That’s a beautiful perspective of this shepherding chapter. So you just saw an example in John chapter nine of how the good shepherd treats a lost sheep. A sheep who has been struggling for decades, and now in one afternoon or one day, he gets this incredible experience. So you open up chapter ten with Jesus saying, verily, verily, I say unto you, he that entereth not by the door into the sheepfold, but by but climbeth up some other way. The same is a thief and a robber. Because in antiquity, what they would do with these sheep herds is they would build the sheepfold with rocks and brambles and big hedges, and then there would be only one entrance. So all these various shepherds at night could bring their sheep into the safety of the fold and then go home and sleep and leave one shepherd in charge of protecting all of the sheep. And then in the morning, when the various shepherds would come to the fold, they know their sheep, they know them by name, they call them by name and their sheep know their voice and they follow. And so they gather their sheep out of this fold and they take them off to the pastures for feeding for that day.

So he’s using this pastoral example to teach a really powerful example of what he’s doing with us. So you pick it up in verse seven, then said Jesus unto them again, verily, verily, I say unto you I am the door of the sheep. You’ll notice in John’s Gospel he uses this phrase I am blank seven times different things that he’s proclaiming himself to be. And in this one it’s I am the door of the sheep. You’ll notice other times he doesn’t fill in the blank. It’s just I am which is the name of Jehovah ego amy in the Greek context. But here he tells you I am the door of the sheep.

And the way you’ve laid this out, Tyler, it makes it unmistakable that Jesus is the entry point. It’s through him that we get into the sheepfold of God’s kingdom. Unmistakable.

Verse nine I am the door. By me, if any man enter in, he shall be saved and shall go in and out and find pasture. Now look at the next I am statement verse eleven I am the good shepherd. The good shepherd giveth his life for the sheep but he that is in hireling and not the shepherd whose own the sheep are not seeth the wolf coming and leaveth the sheep and fleeth and the wolf catcheth them and scatters the sheep. The hireling fleeth because he’s a hireling and cares not for the sheep. There’s this beautiful example of Jesus saying I am not just a day worker looking over sheep. I’m a good shepherd. Which harkens us back to Ezekiel. In the Old Testament, Ezekiel was talking about the problem of the leaders of the Jews is they were not good shepherds. They were letting the flock be destroyed. They were taking the flock into the wrong places. Here Jesus is giving this contrast of I won’t just watch over you, I will actually lay down my life for the sheep. And as a side note, if you’ve ever worked with sheep I’m not a rancher but I’ve talked to people who’ve had lots of experience working with different kinds of animals.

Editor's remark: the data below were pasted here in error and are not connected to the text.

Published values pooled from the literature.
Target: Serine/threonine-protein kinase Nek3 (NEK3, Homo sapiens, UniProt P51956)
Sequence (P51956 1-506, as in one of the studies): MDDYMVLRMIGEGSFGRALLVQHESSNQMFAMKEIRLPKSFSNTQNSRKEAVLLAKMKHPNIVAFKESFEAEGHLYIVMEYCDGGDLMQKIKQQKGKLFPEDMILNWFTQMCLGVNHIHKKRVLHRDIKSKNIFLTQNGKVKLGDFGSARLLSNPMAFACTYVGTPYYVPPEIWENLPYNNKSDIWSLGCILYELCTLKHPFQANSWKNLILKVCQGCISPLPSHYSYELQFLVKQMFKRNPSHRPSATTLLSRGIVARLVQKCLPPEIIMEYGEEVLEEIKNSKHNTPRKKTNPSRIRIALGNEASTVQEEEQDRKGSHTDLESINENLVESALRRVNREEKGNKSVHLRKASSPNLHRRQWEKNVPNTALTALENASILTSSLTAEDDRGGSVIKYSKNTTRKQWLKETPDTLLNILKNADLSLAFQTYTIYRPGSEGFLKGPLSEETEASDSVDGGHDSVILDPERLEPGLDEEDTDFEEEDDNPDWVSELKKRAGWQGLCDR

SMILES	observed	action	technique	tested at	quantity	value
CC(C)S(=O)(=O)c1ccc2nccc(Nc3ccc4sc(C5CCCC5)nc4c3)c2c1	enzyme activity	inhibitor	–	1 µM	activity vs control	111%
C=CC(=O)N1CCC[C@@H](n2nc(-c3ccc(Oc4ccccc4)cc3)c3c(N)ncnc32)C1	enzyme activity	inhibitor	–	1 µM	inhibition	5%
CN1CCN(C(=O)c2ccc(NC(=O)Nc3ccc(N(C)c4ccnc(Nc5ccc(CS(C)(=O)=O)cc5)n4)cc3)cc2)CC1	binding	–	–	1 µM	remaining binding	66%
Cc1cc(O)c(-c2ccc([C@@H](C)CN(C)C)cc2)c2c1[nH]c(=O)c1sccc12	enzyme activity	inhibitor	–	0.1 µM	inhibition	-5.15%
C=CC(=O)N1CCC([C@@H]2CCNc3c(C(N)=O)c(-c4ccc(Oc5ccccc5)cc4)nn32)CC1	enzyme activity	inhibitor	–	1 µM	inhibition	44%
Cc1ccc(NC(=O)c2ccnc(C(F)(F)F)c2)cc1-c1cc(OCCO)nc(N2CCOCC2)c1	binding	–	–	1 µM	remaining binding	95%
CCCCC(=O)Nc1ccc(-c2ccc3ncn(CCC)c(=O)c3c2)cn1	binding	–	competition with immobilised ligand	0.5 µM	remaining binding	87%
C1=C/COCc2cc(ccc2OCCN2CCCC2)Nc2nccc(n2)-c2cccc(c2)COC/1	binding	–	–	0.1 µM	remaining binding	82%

Apparently sheep are some of the at times most difficult animals to take care of, have a mind of their own.

They get themselves into trouble.

They they get into trouble. And here’s the Lord saying verse 14 I am the good shepherd and I know my sheep and am known of mine as the Father knoweth me. Even so, I know the Father and I lay down my life for the sheep. This is such a powerful analogy because he’s saying, look, I’m laying down my life for these animals that can do nothing directly to thank me or to repay me. And that’s the way it is with the infinite atonement. He’s not asking you to repay Him for what he’s done for you. He’s simply asking us to trust Him, to love Him, to follow Him, to come to Him when he calls us by name because he knows us and to come to know Him through that process.

And the thrust of what he’s teaching is love, that he loves the Father, the Father loves Him.

Look at.